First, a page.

According to investigators, the results are a critical step in the development of islet transplantation as a potential treatment for type 1 diabetes.
"Not only does this show that islet transplantation can offer enormous benefits for brittle type 1 diabetes patients, but we now know that a single, standardized technique can be successfully applied at facilities around the world," Dr. Robert Goldstein, Chief Scientific Officer of the Juvenile Diabetes Research Foundation that helped fund the study. "This is yet another milestone for diabetes research."
The multicenter study followed from research published in the NEJM in 2000 by University of Alberta, Canada professor James Shapiro, who reported that 7 out of 7 patients who received the Edmonton Protocol were free from insulin injections 1 year after receiving the treatment.
According to Shapiro, who continued as leader of the multicenter study, its most important finding is the fact that even islet transplant recipients who never get off insulin or who return to insulin use over time show real improvement.
"This isn't an all-or-nothing procedure; it's not an issue of getting patients off insulin all together and keeping them that way. As we've shown, even partial survival of the transplanted islets can lead to significantly improved health in these patients. It's a tremendous result."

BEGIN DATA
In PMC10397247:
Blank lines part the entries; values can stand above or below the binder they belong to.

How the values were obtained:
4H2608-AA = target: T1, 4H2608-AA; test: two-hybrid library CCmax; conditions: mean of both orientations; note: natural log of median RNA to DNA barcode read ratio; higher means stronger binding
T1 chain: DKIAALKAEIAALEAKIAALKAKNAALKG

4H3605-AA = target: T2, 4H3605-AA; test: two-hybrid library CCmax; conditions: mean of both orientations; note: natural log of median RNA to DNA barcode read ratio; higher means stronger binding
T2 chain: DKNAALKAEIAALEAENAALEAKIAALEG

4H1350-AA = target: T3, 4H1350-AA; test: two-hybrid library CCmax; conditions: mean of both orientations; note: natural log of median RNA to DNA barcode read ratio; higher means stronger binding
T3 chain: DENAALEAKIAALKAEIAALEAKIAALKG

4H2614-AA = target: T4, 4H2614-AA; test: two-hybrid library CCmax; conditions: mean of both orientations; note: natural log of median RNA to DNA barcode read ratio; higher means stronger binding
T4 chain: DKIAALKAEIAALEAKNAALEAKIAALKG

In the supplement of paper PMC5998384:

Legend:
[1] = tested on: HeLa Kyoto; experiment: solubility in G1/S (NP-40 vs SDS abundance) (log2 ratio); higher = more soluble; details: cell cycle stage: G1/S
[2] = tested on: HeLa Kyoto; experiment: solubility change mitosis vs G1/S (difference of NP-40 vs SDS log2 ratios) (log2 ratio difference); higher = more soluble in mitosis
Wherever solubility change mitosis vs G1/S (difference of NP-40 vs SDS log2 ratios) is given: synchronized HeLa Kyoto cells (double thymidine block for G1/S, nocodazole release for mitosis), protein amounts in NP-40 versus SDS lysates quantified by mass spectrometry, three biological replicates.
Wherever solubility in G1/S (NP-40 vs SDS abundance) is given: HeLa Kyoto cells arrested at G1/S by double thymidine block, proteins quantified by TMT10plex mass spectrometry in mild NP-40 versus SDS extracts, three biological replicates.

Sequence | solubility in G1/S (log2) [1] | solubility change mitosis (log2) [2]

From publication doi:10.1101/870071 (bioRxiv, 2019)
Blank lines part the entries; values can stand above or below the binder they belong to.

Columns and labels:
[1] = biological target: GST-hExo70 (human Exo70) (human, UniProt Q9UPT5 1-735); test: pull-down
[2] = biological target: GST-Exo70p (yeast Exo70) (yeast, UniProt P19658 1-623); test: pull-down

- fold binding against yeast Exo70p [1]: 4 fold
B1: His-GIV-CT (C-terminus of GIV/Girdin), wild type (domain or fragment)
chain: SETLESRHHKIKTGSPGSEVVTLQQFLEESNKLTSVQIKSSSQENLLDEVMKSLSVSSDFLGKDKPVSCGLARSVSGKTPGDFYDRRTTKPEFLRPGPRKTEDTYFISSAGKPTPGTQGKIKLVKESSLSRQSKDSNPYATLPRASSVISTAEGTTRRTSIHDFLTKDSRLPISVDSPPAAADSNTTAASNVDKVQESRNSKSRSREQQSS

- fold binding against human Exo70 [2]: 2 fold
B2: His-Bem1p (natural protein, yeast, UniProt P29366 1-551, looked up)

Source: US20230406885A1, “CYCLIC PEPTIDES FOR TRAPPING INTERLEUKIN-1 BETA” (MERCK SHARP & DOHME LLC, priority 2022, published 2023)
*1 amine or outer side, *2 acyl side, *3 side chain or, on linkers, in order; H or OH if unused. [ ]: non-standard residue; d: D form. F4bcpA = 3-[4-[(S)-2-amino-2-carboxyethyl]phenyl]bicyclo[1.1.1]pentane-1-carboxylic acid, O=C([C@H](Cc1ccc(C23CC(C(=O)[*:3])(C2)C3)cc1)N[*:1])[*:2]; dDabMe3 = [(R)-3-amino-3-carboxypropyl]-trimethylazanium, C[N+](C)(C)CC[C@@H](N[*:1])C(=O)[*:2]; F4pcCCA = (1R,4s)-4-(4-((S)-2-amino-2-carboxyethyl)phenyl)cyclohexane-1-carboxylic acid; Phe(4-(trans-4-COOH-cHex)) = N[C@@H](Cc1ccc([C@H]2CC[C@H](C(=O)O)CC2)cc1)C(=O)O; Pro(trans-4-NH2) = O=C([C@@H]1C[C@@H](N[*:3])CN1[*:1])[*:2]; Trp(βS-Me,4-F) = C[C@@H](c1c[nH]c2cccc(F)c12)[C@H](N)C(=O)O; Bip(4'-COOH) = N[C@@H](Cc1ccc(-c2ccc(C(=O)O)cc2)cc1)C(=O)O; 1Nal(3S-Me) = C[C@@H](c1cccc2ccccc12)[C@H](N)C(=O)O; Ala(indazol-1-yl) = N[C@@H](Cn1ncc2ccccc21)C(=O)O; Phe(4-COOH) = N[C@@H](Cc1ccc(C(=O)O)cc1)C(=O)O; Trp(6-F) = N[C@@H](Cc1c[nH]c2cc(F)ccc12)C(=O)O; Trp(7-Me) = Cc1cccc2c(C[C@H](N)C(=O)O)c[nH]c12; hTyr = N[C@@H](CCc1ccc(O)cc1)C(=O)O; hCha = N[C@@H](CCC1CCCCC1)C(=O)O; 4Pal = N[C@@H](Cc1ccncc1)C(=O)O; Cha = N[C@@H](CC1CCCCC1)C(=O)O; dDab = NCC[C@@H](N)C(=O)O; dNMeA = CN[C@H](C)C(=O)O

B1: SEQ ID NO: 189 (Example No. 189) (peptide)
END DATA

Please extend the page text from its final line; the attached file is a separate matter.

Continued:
Patients enrolled in the study will be followed for at least another year to continue to assess the effects of the islet transplant procedure on their diabetes and overall health.
In their paper, the investigators reported no serious side effects related to the transplant procedure itself. Study related complications were generally a result of the immunosuppressive medications that patients are required to take in order to prevent the body from rejecting the transplanted islets. The development of safer, alternative means of preventing transplant rejection using "immune tolerance therapies" is a key JDRF research goal and the mission of the Immune Tolerance Network, the organization overseeing the study. Tolerance therapies are highly specific treatments that reprogram the immune system to prevent harmful immune responses, while leaving the disease-fighting capabilities of the immune system intact.